Welcome to writing camp!
Teachers Write is a free virtual summer writing camp for teachers and librarians. Please click here to sign up if you’d like to join us and haven’t already registered. If you’re on Facebook & want to also join our group there – here’s the link. Then click “Join Group.”
A quick note about blogging your Teachers Write experience: There will be daily opportunities for you to share and interact with one another in the comments section of each post. Usually, our guest authors will stop by to be part of the conversation, too (though not always – some will be on deadline or traveling for book tours or research). In addition to commenting, it’s great if you also want to set up a blog where you share all of your writing from this summer. One important request: Our guest authors have given permission for their lessons & prompts to be shared on the Teachers Write blog only. Please do not copy and paste any mini-lessons or writing prompts – publish only your own writing on your blog. If you’d like to reference the ideas shared here, providing a link is the best way to do that. Thanks!
Four quick things before we get started…
1. Teachers Write is an online summer writing camp with author-mentors who donate their time to work with us. It’s free. There’s no charge to participate, but we do have a request. Kate, Jo, and Gae all put many hours into preparations for this summer camp. Much of the time we’d normally spend on book promotion is going into Teachers Write instead, so we’re asking that everyone who participates try to purchase one of each of our books this summer. That’ll run you as little as $25 – which is the cheapest professional development around (and you get to keep the books!) We also ask that everyone try to buy at least one book written by one of our daily guest authors. We don’t check on this – it’s all honor system – but if you can, we’d truly appreciate it if you’d support our books in this way. If you truly can’t swing the expense right now, we’d still love for you to participate and would ask that you support our books in other ways – by requesting them at your local library, borrowing them, and writing online reviews. Thanks!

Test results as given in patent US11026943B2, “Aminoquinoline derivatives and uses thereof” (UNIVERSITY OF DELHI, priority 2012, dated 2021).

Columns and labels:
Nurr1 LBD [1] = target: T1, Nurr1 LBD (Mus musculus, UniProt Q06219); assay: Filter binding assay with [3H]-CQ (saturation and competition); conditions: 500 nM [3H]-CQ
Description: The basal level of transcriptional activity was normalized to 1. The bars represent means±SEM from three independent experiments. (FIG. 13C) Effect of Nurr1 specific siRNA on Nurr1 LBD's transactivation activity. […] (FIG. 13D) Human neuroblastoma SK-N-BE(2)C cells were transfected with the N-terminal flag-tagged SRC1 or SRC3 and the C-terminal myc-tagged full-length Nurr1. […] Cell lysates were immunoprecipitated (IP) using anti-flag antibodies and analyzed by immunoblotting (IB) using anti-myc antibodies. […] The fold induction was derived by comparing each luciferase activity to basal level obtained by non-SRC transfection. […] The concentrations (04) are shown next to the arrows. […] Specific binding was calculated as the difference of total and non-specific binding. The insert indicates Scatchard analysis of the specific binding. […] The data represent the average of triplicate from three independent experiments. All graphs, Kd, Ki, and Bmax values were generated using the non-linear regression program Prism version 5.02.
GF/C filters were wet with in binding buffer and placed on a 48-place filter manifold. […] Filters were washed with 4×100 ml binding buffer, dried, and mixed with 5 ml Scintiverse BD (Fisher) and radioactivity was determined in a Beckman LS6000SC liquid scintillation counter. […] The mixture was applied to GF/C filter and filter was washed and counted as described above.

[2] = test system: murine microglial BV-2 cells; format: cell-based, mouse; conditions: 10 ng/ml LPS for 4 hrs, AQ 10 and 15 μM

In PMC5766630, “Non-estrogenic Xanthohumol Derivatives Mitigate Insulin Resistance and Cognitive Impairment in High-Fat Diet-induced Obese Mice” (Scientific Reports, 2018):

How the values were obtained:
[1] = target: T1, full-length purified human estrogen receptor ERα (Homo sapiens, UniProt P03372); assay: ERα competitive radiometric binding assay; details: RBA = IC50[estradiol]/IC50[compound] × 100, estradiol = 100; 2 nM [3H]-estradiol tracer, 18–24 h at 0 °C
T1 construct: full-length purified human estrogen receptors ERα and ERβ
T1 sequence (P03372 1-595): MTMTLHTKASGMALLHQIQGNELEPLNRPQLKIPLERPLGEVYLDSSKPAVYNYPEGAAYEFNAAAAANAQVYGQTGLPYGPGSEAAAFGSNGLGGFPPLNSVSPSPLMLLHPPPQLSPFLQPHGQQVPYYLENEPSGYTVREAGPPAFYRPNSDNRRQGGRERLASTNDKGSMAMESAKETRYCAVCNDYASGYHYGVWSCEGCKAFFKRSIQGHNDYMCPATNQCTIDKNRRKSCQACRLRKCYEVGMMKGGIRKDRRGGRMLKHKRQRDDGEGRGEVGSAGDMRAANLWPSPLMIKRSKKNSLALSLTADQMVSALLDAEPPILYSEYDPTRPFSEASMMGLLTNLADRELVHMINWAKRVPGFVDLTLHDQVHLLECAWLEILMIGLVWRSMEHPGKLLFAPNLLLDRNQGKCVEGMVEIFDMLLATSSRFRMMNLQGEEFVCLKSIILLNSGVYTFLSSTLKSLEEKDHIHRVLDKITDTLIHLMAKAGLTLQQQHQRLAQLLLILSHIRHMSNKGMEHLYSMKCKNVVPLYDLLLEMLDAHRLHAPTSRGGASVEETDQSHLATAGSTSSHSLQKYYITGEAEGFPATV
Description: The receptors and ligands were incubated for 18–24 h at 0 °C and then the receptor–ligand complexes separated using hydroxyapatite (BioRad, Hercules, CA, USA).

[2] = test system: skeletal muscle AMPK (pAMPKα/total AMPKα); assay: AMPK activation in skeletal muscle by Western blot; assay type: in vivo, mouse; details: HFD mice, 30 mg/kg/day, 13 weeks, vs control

2. Our weekly schedule will look like this:Monday Mini-lesson, and a Monday Morning Warm-Up on Jo’s blog (check it out!) Tuesday Quick-Write Wednesday is Q and A day – authors will be here to answer your questions! We’ll have some other Wednesday features, too. Thursday Quick-Write Friday Feedback on Gae’s blog, and some great Friday revision features here, too. Sunday Check-In on Jen Vincent’s blog – a chance to check in with everyone, reflect on the week, and share encouragement.
3. I’ll be popping in to comment, and I know many of our guest authors will, too, but since this community has grown so much (we’re more than 2500 teacher-writers strong now!) you’ll also need to commit to supporting one another. When someone decides to be brave and share a bit of writing in the comments, or when someone asks for advice or feedback, please know that you are welcome (and encouraged!) to be mentors to one another as well. Watching this writing community grow is one of the best things about being part of Teachers Write.
4. The first time you comment, I will have to “approve” your comment before it appears. This is to prevent us all from being besieged by trolls. So when you comment, it will not show up right away – sometimes, it may be later in the day when your comment appears. THIS IS OKAY. I check in regularly to approve comments, but I also spend uninterrupted writing and family time in the summer months, so please be patient with me, and resist the urge to post more than once if your comment doesn’t appear right away.
Now…let’s get started!
Looking Through Someone Else’s Eyes
One of the best ways to share a character’s heart and soul is to let your readers see how that character perceives the world. And our perceptions of the same setting can be wildly different, depending on who we are, what our past experiences have been, and what’s going on with us right now.
Imagine, for example, a rainy night in the country. There’s thunder and lightning and water pouring down from the clouds. Can you see it? Can you feel it?
What you experience in that moment depends on who you are and what situation you envisioned. Are you someone who loves storms? Or does thunder make you want to hide under the bed? Some of you probably longed to be on your porch with a cup of tea, watching the lightning. Some of you probably thought of a child or dog who might be scared.